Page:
Omaha Invests $300M to Transform Riverfront

Wed October 14, 2020 - Midwest Edition #21
Lori Tobias – CEG Correspondent

The Heartland of America Park closed at the end of 2019 with demolition on a waterfall feature, pavilion and “bunker” used for storage getting under way last spring.
The Heartland of America Park closed at the end of 2019 with demolition on a waterfall feature, pavilion and “bunker” used for storage getting under way last spring.
The Heartland of America Park closed at the end of 2019 with demolition on a waterfall feature, pavilion and “bunker” used for storage getting under way last spring.  
The Heartland of America Park project included filling in Conagra Lake, which called for 26,000 truckloads of dirt to bring it up to grade. The $300 million project will connect the three parks, 
add new amenities and remove or modify those already in place.
The mall project called for filling in a lagoon, reconfiguring pond walls and reshaping what remains. The 13th Street Bridge was removed as part of the mall project, with many of the bricks, pavers and limestone being repurposed. In downtown Omaha, construction crews are busy both tearing down and building up as they work on a three-phase park project certain to transform the riverfront city. The parks are existing, but separate. The parks were originally built in the early 1990s and encompass 90 acres.


In downtown Omaha, construction crews are busy both tearing down and building up as they work on a three-phase park project certain to transform the riverfront city. The parks are existing, but separate. The $300 million project will connect the three, add new amenities and remove or modify those already in place. The parks were originally built in the early 1990s and encompass 90 acres, making this the largest construction project the city of Omaha has undertaken.

"There are three individualized personas," said Kristyna Engdahl, director of communications of the Metropolitan Entertainment & Convention Authority (MECA). "It encompasses the Gene Leahy Mall, smack in the middle of downtown, the Heartland of America Park, right along the river, and the Lewis and Clark Landing, east of downtown Omaha. It really means re-examining how we're utilizing the entire area. The project will make it more bicycle friendly and drive people back to the Missouri River, which is a huge resource. There will be community events, food festivals, a riverfront promenade — all in a setting of natural beauty."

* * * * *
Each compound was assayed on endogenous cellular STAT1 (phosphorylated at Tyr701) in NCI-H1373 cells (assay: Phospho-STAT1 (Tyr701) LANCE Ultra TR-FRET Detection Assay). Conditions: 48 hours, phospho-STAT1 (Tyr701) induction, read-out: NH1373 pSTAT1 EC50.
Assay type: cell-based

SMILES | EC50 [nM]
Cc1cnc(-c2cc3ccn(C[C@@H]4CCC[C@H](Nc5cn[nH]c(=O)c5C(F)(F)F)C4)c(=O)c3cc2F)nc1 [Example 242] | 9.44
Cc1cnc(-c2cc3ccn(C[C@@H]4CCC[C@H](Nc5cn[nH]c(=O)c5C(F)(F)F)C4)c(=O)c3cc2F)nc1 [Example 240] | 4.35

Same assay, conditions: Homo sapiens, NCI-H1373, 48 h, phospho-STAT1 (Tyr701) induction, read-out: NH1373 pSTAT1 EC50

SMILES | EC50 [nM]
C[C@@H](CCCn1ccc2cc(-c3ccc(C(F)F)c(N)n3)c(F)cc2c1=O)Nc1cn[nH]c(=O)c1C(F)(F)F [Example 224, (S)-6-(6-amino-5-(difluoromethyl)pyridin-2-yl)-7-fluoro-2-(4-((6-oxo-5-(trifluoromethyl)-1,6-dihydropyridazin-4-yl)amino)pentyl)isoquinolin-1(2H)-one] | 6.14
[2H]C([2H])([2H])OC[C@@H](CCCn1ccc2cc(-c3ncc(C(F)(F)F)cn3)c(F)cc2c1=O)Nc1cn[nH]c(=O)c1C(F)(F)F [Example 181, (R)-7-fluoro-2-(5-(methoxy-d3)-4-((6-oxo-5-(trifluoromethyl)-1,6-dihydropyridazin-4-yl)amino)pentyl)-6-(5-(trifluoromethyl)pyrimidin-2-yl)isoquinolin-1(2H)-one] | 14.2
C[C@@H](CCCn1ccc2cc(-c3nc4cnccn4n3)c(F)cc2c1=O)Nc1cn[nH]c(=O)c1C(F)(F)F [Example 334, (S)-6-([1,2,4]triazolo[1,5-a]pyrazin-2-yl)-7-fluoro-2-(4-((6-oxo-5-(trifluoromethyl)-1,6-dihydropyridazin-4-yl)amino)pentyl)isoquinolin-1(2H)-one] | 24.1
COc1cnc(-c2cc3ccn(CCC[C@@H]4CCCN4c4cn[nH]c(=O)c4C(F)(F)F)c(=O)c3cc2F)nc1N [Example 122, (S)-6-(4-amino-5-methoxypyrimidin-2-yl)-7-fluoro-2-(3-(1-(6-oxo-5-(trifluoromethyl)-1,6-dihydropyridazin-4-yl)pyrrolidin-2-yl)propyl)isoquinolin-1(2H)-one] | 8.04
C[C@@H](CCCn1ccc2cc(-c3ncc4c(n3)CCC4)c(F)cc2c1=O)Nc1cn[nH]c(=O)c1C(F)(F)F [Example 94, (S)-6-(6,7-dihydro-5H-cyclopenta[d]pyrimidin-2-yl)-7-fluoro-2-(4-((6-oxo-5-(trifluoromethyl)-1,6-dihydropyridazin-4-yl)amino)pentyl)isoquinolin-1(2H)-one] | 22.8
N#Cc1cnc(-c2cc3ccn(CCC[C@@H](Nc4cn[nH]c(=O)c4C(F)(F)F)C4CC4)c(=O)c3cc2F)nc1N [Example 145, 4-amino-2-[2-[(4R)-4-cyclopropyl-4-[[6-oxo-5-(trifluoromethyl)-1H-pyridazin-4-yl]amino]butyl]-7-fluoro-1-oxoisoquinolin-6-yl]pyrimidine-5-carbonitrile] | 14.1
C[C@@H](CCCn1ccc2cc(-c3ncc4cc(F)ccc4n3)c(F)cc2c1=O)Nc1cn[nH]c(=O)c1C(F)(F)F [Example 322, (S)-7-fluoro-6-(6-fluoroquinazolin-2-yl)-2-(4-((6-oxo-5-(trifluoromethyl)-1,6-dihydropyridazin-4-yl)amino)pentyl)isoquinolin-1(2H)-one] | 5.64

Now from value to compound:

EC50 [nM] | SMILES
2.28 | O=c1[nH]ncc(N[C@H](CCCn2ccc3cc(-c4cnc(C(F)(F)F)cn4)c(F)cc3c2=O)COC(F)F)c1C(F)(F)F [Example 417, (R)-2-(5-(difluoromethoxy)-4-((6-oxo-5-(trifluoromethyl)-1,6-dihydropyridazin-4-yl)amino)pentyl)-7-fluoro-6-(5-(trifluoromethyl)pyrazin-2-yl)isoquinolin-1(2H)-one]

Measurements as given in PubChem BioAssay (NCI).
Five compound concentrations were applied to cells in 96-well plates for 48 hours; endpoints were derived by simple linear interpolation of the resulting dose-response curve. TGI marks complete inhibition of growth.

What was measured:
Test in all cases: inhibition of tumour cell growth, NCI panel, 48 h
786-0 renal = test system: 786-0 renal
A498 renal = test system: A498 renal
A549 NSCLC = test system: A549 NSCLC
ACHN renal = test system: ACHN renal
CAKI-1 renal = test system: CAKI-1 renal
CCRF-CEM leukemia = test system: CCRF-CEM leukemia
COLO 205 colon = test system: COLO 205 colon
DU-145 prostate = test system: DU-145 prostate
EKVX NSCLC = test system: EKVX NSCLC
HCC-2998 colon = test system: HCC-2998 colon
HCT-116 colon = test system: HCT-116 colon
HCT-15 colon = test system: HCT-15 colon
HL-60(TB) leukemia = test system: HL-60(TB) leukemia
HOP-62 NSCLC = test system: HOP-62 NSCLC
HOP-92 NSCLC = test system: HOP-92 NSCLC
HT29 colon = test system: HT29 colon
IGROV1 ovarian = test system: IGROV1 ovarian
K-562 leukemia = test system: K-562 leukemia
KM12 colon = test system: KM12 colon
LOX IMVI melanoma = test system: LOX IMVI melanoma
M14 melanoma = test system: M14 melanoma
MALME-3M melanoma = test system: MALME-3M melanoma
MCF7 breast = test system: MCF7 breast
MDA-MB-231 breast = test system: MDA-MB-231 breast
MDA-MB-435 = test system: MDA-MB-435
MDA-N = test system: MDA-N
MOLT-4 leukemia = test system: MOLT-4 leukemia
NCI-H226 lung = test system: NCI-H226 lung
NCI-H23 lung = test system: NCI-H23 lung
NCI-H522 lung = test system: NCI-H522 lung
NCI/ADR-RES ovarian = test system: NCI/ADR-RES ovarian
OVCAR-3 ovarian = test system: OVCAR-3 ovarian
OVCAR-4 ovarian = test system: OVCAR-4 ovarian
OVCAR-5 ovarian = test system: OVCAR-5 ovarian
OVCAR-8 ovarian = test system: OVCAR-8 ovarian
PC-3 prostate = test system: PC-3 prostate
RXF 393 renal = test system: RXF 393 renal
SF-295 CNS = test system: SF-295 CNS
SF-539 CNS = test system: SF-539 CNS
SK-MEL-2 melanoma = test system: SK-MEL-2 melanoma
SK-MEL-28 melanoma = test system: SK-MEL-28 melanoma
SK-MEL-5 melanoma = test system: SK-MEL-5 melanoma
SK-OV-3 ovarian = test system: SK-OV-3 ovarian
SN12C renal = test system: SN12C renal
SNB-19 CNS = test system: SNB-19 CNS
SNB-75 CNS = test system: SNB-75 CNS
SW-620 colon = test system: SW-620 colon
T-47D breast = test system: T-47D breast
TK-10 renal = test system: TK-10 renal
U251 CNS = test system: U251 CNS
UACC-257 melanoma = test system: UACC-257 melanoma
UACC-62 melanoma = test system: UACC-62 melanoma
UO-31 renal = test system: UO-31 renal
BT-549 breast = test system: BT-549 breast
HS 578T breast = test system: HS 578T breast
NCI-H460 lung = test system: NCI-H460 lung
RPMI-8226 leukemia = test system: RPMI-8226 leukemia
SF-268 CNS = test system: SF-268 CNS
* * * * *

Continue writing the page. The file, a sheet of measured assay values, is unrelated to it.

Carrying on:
Work on the Gene Leahy Mall started in March 2019.

After crews finished work on utilities, deep sanitary and sewer infrastructure, they began work in July on the amenities, which include water features, street and landscaping, a playground and sculpture garden.

The mall project also called for filling in a lagoon, reconfiguring pond walls and reshaping what remains.

"If you looked at a picture of the Gene Leahy, it was a lagoon; sunken," said Engdahl. "All the trees and walking spaces were constructed at an angle. It took 9,300 truckloads of dirt to level it out. Some of the feedback indicated that folks wanted something more open. Something with longer visibility lines, something that made them feel safer to walk through. They are still working on grade, but it's nearing completion."

The 13th Street Bridge also was removed as part of the mall project, with many of the bricks, pavers and limestone being repurposed. Limestone was sent to a day camp where it is used for seating, and bricks were carefully stacked on pallets and stored to be used in the future as needed for cobblestone in the Old Market. The ground beneath the former bridge was built up and 13th Street repaved. The Gene Leahy Mall is set to reopen in 2022, weather permitting.

The Heartland of America Park closed at the end of 2019 with demolition on a waterfall feature, pavilion and "bunker" used for storage getting under way last spring. That will give crews a clean slate to begin work on the new features. That project included filling in Conagra Lake, which called for 26,000 truckloads of dirt to bring it up to grade.

"That will make way for the creation of a great lawn," said Engdahl. "That will be a nice open space where we're hoping to host large outdoor events and festivals. We're planning tons of cool amenities. One thing we are excited about is the installation of a skate ribbon. It will be used for roller and inline skates in the summer, then converted to ice skating in the winter. We're also planning interactive water features with a riverfront promenade that leads pedestrians and runners by the Missouri riverfront. That great lawn will be a feature unlike anything else in Omaha, capable of hosting thousands of people. Omaha is a nostalgic city. We're upgrading, but certain to maintain features that were beloved. One is the Conagra Fountain. We're reducing the lake in size, but the fountain also will be maintained."

The park is scheduled to reopen in 2023.

One amenity that always catches people's attention for the upgraded Lewis & Clark Landing is a feature you might not expect to find in a thriving downtown — a beach.

"There is a flood wall at Lewis & Clark that must remain undisturbed, so part of the design was deciding what could exist in conjunction with that flood wall. We came up with an urban beach along the river. Lewis & Clark is above the river so you can't necessarily dip your toes in the water, but will have sand and firepits within eyesight of the river. We want people to take it in, but with safety and consideration."

It also is slated to open in 2023. CEG